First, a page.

I mean, who wants what it loves most to be gripped by doubt, live small and cold, or to slowly wither and fade?

Yes, I have learned, mature love stepped back in retrospect, looks forward with a humble heart doing what’s best for the other person. It doesn’t just look out for ME. 

And childish ways can be selfish and greedy. We can live life old, even in an aging body, and still never learn to let go…

I don’t want that. Do you?

We can’t keep what we love most caged, confined, kept so that we can feel better about your own needs or wants…

True love let’s go, sets free. True gratitude and appreciation can see the beauty and timing of letting those things and people we value find their wings and fly…

alaskan-malamute-1345283Even if it’s at the expense of the aching of our own broken and shattered heart.

It has been decades now, and a long time ago I forgave my parents. I realized we all must be forgiven for doing what is easiest for us and not what is always best for the other person. 

If I were my parents, now, I might even have done the very same thing…

No dog deserves to be confined when it was made to run and chase, created to grow and learn and experience the fullness of abounding in it’s gifts and skillset.

A year or so later, my parents got a call. They were told that Shelby actually saved the life of the man he went to live with.

The man was in his field and a cougar came and could have killed him. Shelby jumped in and fought the cougar off.

That man needed Shelby. He needed her more than I ever did. In fact, Shelby was given the gift to guard and protect and actually was a hero because of her bravery to defend. 

Laying on our boring wood floor until I got home from school or my mom got home from work would never have pleased or fulfilled her.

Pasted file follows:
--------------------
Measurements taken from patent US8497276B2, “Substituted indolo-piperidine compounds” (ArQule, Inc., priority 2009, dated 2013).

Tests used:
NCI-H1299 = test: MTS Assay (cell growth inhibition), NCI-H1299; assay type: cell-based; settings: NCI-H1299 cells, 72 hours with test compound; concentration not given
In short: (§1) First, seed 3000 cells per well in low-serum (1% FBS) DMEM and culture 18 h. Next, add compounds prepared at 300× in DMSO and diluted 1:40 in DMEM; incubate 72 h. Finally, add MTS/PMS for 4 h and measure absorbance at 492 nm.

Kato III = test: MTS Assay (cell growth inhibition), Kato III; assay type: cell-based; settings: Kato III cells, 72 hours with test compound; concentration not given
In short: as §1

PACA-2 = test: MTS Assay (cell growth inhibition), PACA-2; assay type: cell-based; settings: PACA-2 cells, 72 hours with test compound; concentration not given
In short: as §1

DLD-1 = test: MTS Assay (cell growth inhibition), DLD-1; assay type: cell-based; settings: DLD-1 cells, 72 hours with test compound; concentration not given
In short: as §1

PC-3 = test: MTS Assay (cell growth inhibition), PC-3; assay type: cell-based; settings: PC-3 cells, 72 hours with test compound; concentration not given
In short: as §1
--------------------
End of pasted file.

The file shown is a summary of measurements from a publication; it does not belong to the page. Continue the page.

She was made to run and chase and protect and live a life full of growth and freedom…

My parents knew that. I was simply young and niave, solely protecting my own selfish heart.

Yet, as I grew and matured, I eventually realized letting go can be one of the most grown up signs of authentic, genuine, and mature love.

Still, I will never forget sitting in the back seat of our car, watching Shelby standing in that old gravel road, fumes of our engine filling my breath, tears running down my face….

My four-legged friend, the one I’d shared my secrets with, staring back at me.

We would never see each other after that. Never, ever again.


***  Shelby lived a long, happy life with the man on his farm. I heard she was a great defender and a wonderful friend to that one, lonely man for years.

We went on to get another dog years later. A puppy waiting to be euthenized from a dog shelter. Our new pet loved sprawling on our floor, resting lazily until I got home from school. He eventually died naturally just a few months before I got married. 

Still, my heartache taught me that wings have more power than chains, love lets fly, and gives those we love every opportunity to soar. And selfishness is never a reason to hold onto something that was never meant to be ours in the first place.

God brought Shelby for a season, but this man was her friend for a life-time. And even now I can see her darting off across open fields, fighting cougars and living her life in confidence, guarding what was more than some small yard with a too low chainlinked fence. 

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Jen Avellaneda

Jen is an adoptive, foster, & bio mom to trans-racial family. She speaks, writes, & passionately advocates for the orphan domestically & internationally with her husband of twenty-five years.
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1 Comment

  1. Jen, This was such a poignant and heartwarming story which you shared with raw emotion, yet closed with a beautiful lesson about letting go for the sake of love.

    Thanks for sharing your heart.